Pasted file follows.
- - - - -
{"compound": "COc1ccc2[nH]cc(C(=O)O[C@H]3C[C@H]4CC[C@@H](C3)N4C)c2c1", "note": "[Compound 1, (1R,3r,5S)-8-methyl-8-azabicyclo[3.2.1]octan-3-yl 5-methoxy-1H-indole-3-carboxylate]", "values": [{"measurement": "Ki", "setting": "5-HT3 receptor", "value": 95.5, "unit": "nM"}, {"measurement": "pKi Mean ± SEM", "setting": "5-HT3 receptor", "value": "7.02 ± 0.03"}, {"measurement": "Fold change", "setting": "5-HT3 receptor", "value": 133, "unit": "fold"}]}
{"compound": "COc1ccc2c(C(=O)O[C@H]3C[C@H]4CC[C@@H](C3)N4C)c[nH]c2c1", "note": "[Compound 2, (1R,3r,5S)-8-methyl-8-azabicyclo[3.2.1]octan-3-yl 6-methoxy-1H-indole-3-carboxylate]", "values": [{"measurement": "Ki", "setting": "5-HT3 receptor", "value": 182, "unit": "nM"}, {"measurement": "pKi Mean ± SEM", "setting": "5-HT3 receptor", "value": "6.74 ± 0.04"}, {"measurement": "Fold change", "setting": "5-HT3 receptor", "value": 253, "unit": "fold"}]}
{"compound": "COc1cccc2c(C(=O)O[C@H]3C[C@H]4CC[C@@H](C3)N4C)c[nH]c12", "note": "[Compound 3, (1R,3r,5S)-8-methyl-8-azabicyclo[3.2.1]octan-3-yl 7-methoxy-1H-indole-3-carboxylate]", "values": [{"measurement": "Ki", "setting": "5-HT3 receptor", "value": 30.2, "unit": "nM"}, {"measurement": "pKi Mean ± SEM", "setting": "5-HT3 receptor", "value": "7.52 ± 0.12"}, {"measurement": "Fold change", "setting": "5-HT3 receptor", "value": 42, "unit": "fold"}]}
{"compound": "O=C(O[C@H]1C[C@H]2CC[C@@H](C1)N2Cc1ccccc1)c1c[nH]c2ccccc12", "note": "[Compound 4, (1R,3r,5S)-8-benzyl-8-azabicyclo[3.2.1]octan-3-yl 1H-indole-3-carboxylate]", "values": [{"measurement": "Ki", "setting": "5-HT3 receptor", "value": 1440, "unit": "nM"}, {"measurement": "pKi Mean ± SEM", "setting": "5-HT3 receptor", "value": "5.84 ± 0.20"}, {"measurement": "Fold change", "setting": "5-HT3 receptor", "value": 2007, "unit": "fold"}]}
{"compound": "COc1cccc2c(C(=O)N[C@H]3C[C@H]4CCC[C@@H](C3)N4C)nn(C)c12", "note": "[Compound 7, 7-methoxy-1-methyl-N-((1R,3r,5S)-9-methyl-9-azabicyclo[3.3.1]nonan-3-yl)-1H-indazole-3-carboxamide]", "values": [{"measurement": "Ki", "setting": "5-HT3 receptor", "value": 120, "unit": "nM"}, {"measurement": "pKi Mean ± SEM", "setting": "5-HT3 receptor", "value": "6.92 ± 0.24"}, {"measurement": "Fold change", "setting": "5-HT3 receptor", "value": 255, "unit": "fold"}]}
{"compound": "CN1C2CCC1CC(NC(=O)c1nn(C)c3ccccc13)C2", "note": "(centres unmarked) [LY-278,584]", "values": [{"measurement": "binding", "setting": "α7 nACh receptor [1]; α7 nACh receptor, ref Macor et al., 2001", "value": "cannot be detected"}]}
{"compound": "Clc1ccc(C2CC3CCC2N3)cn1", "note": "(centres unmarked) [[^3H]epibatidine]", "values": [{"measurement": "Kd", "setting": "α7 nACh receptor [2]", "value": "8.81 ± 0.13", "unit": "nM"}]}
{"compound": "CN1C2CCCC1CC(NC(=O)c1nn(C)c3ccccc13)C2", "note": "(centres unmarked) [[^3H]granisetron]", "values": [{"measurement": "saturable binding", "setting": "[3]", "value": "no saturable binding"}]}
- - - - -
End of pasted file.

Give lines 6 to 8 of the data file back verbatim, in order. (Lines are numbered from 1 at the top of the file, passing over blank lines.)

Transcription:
{"compound": "CN1C2CCC1CC(NC(=O)c1nn(C)c3ccccc13)C2", "note": "(centres unmarked) [LY-278,584]", "values": [{"measurement": "binding", "setting": "α7 nACh receptor [1]; α7 nACh receptor, ref Macor et al., 2001", "value": "cannot be detected"}]}
{"compound": "Clc1ccc(C2CC3CCC2N3)cn1", "note": "(centres unmarked) [[^3H]epibatidine]", "values": [{"measurement": "Kd", "setting": "α7 nACh receptor [2]", "value": "8.81 ± 0.13", "unit": "nM"}]}
{"compound": "CN1C2CCCC1CC(NC(=O)c1nn(C)c3ccccc13)C2", "note": "(centres unmarked) [[^3H]granisetron]", "values": [{"measurement": "saturable binding", "setting": "[3]", "value": "no saturable binding"}]}